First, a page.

An audit report outline will save you so much time and heartache you will wonder later why you didn’t always create one!
Outlines are comprised of only topics and summaries of ideas: they are not comprised of fully-fleshed-out sentences and paragraphs.
Here are four solid reasons to add an audit report outline to your process and to delay writing full sentences for as long as possible:
1. Less drama
Once you write a sentence, you become married to it, and – just like in love- you can’t see the flaws because, as the Platters sang, smoke (in the form of lots and lots of words!) gets in your eyes.
You spend time and effort choosing each word of each sentence and trying to arrange the words intelligently. You may even think it is your best work ever.
And then SLASH! Your editor or reviewer critiques your grammar, word choice and sentence structure. They may even go as far to move things around and eliminate your precious sentences all together!
All of this drama is completely unnecessary during the early stages of developing an audit report. In the early stages of developing an audit report, the focus shouldn’t be on the sentence structure, the team should be focusing on the structure of the argument itself.
2. Clearer logic
Because of the volume of words, full sentences and paragraphs usually obscure the logical structure of the argument. And both you and the reviewer could lose the forest for the trees.
What I often found in my role as editor at an audit office is that whole paragraphs would disappear after I had come to a big-picture understanding of a completed and fully-written finding.
Talk about pain and drama when I edited fully written findings! Whole families of sentences from a carefully crafted finding would get wiped out! Beloved little sentences were either wounded or left for dead.
Eventually, I figured out that if I asked the audit team to submit an outline of their report or finding to me before they wrote full sentences, we minimized the pain considerably and almost always enhanced the strength of the finding.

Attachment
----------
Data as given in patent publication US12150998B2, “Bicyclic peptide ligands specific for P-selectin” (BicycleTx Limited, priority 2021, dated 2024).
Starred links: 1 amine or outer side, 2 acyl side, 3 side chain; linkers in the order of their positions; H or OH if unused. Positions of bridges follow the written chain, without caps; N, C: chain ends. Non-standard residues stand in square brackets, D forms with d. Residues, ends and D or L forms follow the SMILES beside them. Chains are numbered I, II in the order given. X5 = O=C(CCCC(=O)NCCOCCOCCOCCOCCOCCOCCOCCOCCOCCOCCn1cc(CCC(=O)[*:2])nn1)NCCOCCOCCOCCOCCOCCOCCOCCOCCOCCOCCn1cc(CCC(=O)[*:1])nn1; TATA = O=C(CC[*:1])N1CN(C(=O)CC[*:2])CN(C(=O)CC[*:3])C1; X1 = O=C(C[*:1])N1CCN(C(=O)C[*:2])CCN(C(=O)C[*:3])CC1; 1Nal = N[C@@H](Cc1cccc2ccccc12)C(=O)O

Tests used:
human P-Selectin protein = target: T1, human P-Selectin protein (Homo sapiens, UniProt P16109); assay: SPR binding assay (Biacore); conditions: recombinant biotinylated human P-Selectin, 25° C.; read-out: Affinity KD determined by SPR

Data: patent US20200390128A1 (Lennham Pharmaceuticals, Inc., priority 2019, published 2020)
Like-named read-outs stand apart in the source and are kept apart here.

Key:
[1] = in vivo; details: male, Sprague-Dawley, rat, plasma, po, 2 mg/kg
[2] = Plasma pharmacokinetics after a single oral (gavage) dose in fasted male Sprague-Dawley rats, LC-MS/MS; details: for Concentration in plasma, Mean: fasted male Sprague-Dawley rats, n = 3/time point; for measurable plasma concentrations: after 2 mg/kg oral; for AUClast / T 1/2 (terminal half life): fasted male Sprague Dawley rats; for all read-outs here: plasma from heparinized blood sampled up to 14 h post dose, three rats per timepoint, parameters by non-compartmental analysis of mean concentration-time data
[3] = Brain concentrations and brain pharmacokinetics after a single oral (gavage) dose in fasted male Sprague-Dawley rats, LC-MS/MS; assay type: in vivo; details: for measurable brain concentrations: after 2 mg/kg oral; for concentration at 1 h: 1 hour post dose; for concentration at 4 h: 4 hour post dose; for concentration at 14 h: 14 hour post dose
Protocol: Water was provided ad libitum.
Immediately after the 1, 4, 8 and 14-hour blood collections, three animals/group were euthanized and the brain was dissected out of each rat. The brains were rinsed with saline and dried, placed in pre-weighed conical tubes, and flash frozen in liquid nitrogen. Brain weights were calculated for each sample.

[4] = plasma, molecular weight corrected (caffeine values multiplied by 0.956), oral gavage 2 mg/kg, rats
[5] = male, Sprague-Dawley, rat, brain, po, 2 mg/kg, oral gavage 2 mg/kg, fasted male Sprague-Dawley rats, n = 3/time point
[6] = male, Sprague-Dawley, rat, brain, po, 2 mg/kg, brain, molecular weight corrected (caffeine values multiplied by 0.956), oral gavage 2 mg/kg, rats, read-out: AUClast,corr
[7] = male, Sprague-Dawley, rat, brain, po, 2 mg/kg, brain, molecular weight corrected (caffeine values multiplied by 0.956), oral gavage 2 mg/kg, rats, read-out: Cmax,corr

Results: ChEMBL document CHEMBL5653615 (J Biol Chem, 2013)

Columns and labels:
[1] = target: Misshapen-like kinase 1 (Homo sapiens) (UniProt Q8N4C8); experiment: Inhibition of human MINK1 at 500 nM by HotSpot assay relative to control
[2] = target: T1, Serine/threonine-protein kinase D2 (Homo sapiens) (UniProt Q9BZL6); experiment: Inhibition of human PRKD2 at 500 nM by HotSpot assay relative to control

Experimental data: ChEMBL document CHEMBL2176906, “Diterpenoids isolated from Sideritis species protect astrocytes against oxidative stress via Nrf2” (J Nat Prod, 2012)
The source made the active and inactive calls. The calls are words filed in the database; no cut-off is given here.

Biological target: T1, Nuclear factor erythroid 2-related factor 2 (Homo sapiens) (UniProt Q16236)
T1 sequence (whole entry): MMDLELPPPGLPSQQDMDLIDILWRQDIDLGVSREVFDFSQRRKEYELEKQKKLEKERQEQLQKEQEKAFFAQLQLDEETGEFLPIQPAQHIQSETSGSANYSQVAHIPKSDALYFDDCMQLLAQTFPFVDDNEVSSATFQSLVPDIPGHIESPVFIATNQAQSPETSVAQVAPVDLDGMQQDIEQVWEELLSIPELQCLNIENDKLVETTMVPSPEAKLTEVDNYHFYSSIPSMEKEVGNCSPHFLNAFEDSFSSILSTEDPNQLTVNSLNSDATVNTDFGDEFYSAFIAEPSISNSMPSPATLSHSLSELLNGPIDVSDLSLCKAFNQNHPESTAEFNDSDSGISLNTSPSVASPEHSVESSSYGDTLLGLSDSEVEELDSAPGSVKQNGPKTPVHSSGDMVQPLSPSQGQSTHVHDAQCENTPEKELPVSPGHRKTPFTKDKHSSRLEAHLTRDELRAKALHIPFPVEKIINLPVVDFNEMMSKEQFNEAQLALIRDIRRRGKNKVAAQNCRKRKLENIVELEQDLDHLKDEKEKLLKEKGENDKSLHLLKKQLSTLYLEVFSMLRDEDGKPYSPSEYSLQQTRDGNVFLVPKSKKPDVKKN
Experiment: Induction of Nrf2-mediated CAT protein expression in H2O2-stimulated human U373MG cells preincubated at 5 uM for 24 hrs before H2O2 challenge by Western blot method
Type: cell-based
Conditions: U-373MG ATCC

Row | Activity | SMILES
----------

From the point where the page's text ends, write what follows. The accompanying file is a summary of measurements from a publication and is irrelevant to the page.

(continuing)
Because I was working from an outline, my edits now focused on the logic of the finding instead of nit-picking the word choice and grammar. And on top of that, because the audit team could easily see from the simple outline how my suggestions strengthened their reports, they didn’t get their nose out of joint if if I moved a single phrase in the audit report outline or eliminated the phrase and replace it with something else.
3. Easier editing
An outline including a condition, effect, cause, criteria and two recommendations doesn’t leave room for anything extraneous unlike a fully written text, which is usually riddled with extraneous, unnecessary details.
Anything that isn’t an element of a finding should either be eliminated or threatened with elimination! Every sentence in a finding needs to have compelling reason for being included.
Obviously, the less content or text there is to edit, the less fodder an editor has to work with which reduces their workload and, again, reduces the opportunity for drama.
4. Discourages procrastination
Sometimes auditors wait until the end of the audit to draft their audit report. Maybe because they dread all the work that goes into crafting full sentences?
When auditors delay thinking about their report until fieldwork is completed, they find out they don’t have the evidence to back up what they really want to say.
Instead consider outlining the finding as you plan and conduct fieldwork.
That’s exactly what my team did on a recent peer review. We were only on-site for a week and knew that we had to get a draft to the client by the end of that week. So, for each finding that we developed, I outlined the elements on flip-chart paper on the wall.
Morning, noon, and night I talked to my team about the outline of the findings. I’d ask them, “Is this really what we want to say? Do we have evidence to back up everything we want to say?”
The outlines on the wall also also allowed me get the client’s input as we progressed.
As a result, creating the final peer review report on Thursday night was a breeze because we had planned throughout the engagement what we were going to say.
The rest of the audit report outline
Findings are by far the hardest component of an audit report to craft. But your audit report outline could include the objective and matching conclusion and the scope and methodology as well. An executive summary isn’t mandatory, but is very powerful. Most of the components of an audit report can be outlined at the end of the planning phase of the audit.
To find out more about writing solid findings, please join Leita for the September Audit Reporting Clinic.